Our laboratory is interested in 1) the spinal cord circuitry through which nociceptive information is processed and transmitted rostrally and 2) the brainstem-derived descending control systems which regulate the rostral transmission of nociceptive messages from the spinal cord. By monitoring the expression of the protein product of the c-fos proto-oncogene, we have identified populations of spinal cord neurons that respond differentially to various forms of noxious stimulation. We propose to use double- and triple-label, light microscopic techniques that combine retrograde tracing and fos immunocytochemistry to identify the different brainstem and thalamic first-order targets of noxious stimulus-evoked fos-immunoreactive neurons in spinal cord laminae I, V, VII, VIII and X. We will next test the hypothesis that nociresponsive neurons in these different laminae access different second- and higher-order targets in the brain by combining fos labelling in response to different types of noxious stimuli with the transneuronal retrograde labelling of pseudorabies virus. Of particular interest in these studies are the cortical targets of spinal cord neurons which express the fos protein in response to noxious stimulation. In related studies we will determine whether the analgesia produced by morphine is associated with the selective suppression of fos-immunoreactive projection neurons. To continue our electron microscopic analysis of the circuitry through which opioids exert their analgesic effect, we will focus on noradrenergic synaptology in the spinal cord, by combining pre-embedding immunocytochemistry for tyrosine hydroxylase with post-embedding colloidal gold immunocytochemistry for GABA, glutamate, substance P and CGRP. Finally, we will use in vivo microdialysis to evaluate the factors that regulate the release of GABA from the midbrain periaqueductal gray (PAG) and to test the hypothesis that opioid activation of descending antinociceptive controls involves a lifting of the GABAergic control of the midbrain periaqueductal gray projection neurons. This multidisciplinary approach is directed at providing a comprehensive analysis of the neural substrate of pain and its control.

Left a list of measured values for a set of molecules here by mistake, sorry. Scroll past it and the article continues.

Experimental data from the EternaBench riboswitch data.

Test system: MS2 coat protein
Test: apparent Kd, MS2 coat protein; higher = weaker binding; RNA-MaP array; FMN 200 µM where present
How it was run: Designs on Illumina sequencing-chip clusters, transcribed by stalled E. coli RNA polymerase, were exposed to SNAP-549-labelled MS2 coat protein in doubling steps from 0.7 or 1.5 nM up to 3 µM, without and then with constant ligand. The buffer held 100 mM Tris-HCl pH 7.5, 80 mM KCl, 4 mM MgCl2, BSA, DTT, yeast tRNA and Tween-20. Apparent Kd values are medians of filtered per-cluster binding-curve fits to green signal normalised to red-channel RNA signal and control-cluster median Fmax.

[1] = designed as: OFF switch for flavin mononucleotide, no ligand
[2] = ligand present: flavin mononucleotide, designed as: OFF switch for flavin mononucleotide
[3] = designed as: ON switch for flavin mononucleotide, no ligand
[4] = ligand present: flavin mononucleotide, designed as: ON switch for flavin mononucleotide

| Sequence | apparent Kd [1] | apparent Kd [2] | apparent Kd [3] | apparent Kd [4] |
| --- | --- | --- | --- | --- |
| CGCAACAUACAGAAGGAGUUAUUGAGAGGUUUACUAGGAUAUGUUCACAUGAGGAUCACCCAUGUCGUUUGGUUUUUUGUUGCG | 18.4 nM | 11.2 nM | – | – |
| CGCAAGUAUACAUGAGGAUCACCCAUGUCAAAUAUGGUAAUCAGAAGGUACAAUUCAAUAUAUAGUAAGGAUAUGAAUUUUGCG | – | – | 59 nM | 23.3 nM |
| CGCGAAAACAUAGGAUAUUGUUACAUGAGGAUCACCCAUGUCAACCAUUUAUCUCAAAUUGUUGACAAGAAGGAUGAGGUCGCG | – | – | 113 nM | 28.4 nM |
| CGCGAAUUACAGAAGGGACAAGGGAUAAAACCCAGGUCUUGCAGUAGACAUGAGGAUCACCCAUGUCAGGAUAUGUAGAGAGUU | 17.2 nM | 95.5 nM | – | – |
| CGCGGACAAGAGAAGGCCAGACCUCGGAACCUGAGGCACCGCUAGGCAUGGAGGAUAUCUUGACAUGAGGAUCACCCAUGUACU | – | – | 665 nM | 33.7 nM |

National Institute of Health (NIH)
National Institute of Neurological Disorders and Stroke (NINDS)
Research Project (R01)
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Neurological Sciences Subcommittee 1 (NLS)
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University of California San Francisco
Schools of Medicine
San Francisco
United States
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Cevikbas, Ferda; Braz, Joao M; Wang, Xidao et al. (2017) Synergistic antipruritic effects of gamma aminobutyric acid A and B agonists in a mouse model of atopic dermatitis. J Allergy Clin Immunol 140:454-464.e2
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